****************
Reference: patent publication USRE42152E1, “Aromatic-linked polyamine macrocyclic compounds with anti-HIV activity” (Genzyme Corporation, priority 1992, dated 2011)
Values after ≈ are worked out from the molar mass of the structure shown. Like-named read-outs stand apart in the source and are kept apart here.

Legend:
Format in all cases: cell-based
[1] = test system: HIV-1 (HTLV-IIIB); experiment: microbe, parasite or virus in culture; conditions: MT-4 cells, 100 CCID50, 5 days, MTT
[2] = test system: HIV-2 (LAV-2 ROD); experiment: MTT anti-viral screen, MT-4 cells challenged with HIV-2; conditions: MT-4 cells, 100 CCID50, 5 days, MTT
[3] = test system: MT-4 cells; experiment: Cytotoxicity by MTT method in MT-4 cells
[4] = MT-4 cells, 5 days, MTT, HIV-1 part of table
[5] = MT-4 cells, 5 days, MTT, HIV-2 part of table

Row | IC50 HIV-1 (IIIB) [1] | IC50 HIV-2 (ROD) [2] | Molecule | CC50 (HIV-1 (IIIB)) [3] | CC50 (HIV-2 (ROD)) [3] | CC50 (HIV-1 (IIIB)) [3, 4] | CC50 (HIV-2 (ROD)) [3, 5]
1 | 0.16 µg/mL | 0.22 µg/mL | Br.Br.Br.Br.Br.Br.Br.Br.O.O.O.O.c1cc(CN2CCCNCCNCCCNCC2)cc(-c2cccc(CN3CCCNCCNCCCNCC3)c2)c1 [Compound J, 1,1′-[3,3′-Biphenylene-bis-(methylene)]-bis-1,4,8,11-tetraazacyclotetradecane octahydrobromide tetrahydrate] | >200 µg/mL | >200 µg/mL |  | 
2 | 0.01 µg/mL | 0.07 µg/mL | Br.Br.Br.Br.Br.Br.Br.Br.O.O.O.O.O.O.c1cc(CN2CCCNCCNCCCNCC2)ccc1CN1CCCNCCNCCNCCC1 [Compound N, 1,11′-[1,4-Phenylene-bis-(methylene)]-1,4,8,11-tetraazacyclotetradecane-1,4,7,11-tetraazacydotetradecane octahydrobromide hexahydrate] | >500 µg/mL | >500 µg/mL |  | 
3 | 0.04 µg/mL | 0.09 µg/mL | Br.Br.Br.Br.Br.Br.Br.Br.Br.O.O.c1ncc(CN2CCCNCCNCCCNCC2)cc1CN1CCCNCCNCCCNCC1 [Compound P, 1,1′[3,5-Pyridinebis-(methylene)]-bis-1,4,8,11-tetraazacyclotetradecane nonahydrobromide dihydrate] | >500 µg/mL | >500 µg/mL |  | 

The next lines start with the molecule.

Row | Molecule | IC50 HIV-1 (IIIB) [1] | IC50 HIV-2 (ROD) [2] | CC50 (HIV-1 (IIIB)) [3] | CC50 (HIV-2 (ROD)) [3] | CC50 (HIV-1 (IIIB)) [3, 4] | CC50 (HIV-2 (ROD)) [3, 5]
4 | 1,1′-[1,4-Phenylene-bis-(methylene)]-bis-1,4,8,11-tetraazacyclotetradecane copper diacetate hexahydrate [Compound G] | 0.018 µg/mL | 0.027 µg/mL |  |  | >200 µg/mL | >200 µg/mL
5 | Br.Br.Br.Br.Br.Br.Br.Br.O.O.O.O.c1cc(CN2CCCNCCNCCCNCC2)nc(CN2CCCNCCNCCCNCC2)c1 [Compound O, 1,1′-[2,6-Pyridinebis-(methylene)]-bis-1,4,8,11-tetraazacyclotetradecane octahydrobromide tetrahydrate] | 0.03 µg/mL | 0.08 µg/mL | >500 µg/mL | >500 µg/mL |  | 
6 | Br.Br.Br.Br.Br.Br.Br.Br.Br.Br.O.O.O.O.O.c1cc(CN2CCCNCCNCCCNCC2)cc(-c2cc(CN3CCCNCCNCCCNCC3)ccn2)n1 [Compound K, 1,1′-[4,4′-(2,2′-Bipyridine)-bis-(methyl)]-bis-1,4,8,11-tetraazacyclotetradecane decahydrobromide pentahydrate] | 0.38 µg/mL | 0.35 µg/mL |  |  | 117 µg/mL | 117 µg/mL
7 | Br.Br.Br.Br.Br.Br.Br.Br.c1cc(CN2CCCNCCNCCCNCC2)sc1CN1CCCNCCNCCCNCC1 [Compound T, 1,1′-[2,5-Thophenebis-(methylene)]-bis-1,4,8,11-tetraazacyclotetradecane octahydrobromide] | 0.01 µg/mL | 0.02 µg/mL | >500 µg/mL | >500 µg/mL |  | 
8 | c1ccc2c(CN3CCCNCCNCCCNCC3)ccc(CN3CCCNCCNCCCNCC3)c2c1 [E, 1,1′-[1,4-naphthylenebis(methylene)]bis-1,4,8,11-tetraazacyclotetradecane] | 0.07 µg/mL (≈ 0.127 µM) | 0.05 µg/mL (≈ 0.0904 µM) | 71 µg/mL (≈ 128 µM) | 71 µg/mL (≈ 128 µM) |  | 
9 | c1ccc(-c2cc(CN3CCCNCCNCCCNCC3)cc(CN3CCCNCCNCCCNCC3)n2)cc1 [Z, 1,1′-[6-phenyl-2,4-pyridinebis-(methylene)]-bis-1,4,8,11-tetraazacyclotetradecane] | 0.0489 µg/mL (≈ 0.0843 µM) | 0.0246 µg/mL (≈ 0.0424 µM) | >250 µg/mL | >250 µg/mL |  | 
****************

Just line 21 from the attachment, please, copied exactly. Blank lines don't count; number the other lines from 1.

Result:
9 | c1ccc(-c2cc(CN3CCCNCCNCCCNCC3)cc(CN3CCCNCCNCCCNCC3)n2)cc1 [Z, 1,1′-[6-phenyl-2,4-pyridinebis-(methylene)]-bis-1,4,8,11-tetraazacyclotetradecane] | 0.0489 µg/mL (≈ 0.0843 µM) | 0.0246 µg/mL (≈ 0.0424 µM) | >250 µg/mL | >250 µg/mL |  | 